Warwick scientists discover how cells respond to fasting

May 26, 2020

As modern life-styles and high calorie diets drive the UK's obesity levels up, researchers from the University of Warwick have found how cells respond to fasting and activate the process called autophagy, which means a healthier lifestyle can be promoted to help people maintain a healthy body weight.

The UK has the highest level of obesity in Western Europe, with its levels having more than trebled in the last 30 years, it is estimated that more than half of the population could be obese by 2050 in UK. Obesity is a significant risk factor for increased morbidity and mortality. The cause of the rapid rise in obesity has been blamed on modern lifestyles, including high-calorie diet.

Intermittent fasting, alternate-day fasting, and other forms of periodic caloric restriction are beneficial to maintain a healthy body weight and have gained popularity during the last few years. To respond to fasting, cells use autophagy, a cellular self-recycling process.

A team of researchers led by Professor Ioannis Nezis from the School of Life Sciences, University of Warwick, discovered how cells activate autophagy genes during fasting. In the paper titled 'Regulation of expression of autophagy genes by Atg8a-interacting partners Sequoia, YL-1 and Sir2 in Drosophila', published in the journal Cell Reports on the 26th May, Dr Anne-Claire Jacomin, Dr Stavroula Petridi, PhD student Marisa Di Monaco and Professor Ioannis Nezis have discovered proteins which are required for the transcription of autophagy genes.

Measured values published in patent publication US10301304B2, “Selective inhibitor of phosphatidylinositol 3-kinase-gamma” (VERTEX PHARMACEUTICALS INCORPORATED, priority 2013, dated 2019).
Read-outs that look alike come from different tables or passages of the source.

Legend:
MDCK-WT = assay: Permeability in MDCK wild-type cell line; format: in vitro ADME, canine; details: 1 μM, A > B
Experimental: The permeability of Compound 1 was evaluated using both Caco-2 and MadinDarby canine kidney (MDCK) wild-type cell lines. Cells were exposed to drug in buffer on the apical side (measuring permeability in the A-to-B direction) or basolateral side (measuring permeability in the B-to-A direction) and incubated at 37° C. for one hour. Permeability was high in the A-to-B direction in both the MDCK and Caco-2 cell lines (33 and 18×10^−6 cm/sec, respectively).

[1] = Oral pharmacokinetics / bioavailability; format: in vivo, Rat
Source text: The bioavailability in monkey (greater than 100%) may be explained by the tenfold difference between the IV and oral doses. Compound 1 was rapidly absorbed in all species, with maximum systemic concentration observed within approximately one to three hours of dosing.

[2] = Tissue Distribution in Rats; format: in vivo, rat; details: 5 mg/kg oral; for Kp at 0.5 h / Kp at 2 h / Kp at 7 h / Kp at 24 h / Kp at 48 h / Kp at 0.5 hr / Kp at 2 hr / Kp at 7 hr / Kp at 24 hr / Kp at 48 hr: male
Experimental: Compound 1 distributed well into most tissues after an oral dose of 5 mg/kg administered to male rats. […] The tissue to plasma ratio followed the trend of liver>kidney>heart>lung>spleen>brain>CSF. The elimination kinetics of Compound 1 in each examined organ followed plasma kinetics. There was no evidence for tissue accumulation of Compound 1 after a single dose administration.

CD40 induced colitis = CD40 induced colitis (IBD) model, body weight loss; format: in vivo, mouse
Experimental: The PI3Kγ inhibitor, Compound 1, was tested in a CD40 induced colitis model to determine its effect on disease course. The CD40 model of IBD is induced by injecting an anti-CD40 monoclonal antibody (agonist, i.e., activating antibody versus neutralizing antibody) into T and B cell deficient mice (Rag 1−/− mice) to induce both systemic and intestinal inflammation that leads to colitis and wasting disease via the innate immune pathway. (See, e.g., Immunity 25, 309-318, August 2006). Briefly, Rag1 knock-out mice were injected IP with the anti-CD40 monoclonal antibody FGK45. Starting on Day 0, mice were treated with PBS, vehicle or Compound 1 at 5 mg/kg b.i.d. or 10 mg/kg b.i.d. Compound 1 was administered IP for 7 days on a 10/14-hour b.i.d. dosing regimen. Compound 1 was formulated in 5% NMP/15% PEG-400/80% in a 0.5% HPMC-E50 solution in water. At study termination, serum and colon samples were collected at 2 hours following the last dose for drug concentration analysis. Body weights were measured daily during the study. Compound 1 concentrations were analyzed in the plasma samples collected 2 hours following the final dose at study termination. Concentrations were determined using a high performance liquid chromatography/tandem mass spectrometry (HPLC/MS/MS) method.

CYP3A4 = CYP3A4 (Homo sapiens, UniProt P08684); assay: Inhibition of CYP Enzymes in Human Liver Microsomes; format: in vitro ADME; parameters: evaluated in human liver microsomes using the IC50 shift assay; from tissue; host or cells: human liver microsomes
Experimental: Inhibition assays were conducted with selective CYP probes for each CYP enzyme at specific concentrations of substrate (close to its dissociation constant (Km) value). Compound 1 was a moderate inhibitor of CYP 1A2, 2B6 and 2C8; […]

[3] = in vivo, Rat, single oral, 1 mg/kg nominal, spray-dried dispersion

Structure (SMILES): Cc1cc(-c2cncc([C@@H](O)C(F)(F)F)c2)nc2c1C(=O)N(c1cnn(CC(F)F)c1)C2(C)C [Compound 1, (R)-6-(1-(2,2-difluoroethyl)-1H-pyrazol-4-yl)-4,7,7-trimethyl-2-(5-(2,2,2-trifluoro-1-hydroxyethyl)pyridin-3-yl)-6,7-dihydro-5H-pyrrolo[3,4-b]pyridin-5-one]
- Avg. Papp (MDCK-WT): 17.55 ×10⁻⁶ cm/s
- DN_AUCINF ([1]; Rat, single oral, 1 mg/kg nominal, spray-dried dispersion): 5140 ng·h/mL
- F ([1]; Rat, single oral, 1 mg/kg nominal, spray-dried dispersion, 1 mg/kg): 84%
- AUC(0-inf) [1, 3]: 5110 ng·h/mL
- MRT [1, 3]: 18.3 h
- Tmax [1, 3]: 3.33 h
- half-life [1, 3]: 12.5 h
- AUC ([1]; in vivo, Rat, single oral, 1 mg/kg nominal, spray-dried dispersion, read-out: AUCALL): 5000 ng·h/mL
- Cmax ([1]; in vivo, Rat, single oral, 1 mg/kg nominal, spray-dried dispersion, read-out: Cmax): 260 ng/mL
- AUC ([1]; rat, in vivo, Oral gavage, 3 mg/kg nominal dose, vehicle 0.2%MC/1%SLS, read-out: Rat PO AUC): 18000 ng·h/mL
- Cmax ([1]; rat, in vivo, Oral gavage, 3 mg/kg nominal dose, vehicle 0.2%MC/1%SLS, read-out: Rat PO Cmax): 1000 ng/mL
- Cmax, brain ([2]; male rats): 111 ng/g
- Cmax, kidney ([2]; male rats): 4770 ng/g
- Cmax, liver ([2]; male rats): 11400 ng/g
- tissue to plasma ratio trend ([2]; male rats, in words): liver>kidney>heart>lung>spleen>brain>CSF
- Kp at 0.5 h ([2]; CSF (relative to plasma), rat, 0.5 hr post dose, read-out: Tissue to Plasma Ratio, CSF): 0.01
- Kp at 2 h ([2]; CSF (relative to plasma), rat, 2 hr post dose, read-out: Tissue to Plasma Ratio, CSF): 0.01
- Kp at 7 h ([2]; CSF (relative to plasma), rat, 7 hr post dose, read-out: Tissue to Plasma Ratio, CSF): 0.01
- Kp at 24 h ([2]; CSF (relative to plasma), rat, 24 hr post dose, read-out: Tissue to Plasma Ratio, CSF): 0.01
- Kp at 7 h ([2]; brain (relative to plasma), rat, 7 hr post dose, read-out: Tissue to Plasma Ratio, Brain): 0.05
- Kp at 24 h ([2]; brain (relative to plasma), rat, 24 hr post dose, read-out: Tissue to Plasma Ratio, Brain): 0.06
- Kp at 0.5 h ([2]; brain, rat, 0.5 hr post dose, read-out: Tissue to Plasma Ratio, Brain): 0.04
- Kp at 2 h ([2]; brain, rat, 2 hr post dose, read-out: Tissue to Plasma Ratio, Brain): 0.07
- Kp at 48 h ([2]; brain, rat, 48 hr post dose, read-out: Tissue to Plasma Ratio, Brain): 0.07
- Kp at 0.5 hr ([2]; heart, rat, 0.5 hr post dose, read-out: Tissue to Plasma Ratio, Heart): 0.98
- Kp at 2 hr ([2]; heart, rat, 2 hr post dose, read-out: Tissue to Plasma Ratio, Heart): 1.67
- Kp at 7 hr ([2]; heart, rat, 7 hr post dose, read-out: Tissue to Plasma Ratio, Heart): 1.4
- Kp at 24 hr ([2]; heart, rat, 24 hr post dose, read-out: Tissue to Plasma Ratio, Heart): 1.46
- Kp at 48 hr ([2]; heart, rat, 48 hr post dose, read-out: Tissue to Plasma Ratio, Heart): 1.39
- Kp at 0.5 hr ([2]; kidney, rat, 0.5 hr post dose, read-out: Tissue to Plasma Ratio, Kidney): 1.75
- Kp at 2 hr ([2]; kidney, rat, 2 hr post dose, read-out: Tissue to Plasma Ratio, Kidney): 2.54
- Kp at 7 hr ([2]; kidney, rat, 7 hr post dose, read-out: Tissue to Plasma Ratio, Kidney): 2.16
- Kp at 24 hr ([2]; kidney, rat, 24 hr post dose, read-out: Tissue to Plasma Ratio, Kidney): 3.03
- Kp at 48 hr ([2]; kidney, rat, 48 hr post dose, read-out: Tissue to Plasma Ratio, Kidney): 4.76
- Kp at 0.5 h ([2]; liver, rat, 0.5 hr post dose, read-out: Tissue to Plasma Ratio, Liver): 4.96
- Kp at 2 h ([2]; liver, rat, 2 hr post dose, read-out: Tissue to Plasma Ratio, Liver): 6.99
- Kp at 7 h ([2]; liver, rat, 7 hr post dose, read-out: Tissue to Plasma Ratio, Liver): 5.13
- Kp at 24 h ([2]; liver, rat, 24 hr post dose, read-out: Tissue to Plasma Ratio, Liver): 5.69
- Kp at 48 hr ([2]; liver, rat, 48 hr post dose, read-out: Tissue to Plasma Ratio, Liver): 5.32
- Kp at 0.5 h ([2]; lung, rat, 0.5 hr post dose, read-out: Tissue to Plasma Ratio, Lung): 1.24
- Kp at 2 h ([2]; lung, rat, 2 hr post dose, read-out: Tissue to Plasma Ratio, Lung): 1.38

The proteins are called Sequoia, YL-1 and Sir2, these proteins interact with the cytoplasmic autophagy-related protein Atg8a. These interactions recruit Atg8a in the nucleus to control the transcription of autophagy genes. This is the first study that uncovers a nuclear role of the cytoplasmic protein Atg8a.

Lead author of the research Professor Ioannis Nezis, from the School of Life Sciences at the University of Warwick, comments:

"Understanding the molecular mechanisms of activation of autophagy genes during fasting will help us to use interventions to activate the autophagic pathways to maintain a normal body weight and promote healthy well-being."
-end-
NOTES TO EDITORS

High-res images available credit to the University of Warwick at:

https://warwick.ac.uk/services/communications/medialibrary/images/april2020/picture1_jpeg.jpg

Caption: Cells expressing GFP-Sequoia-LIR mutant (green nuclei) activate autophagy (shown by red puncta)

For previous research of Nezis' group see https://warwick.ac.uk/newsandevents/pressreleases/colon_cancer_breakthrough , https://warwick.ac.uk/newsandevents/pressreleases/salmonella_could_be

The paper 'Regulation of expression of autophagy genes by Atg8a-interacting partners Sequoia, YL-1 and Sir2 in Drosophila' by Anne-Claire Jacomin, Stavroula Petridi, Marisa Di Monaco, Zambarlal Bhujabal, Ashish Jain, Nitha Mulakkal, Anthimi Palara, Emma L. Powell, Bonita Chung, Cleidi Zampronio, Alexandra Jones, Alexander Cameron, Terje Johansen and Ioannis P. Nezis is published in Cell Reports on 26/05/2020 and is available to view at: https://doi.org/10.1016/j.celrep.2020.107695

It is funded by the Biotechnology and Biological Sciences Research Council, LeverhulmeTrust and Midlands Integrative Biosciences Training Partnership.

FOR FURTHER INFORMATION PLEASE CONTACT:

Alice Scott
Media Relations Manager - Science
University of Warwick
Tel: +44 (0) 7920 531 221
E-mail: alice.j.scott@warwick.ac.uk

University of Warwick

Related Obesity Articles from Brightsurf:

11 years of data add to the evidence for using testosterone therapy to treat obesity, including as an alternative to obesity surgery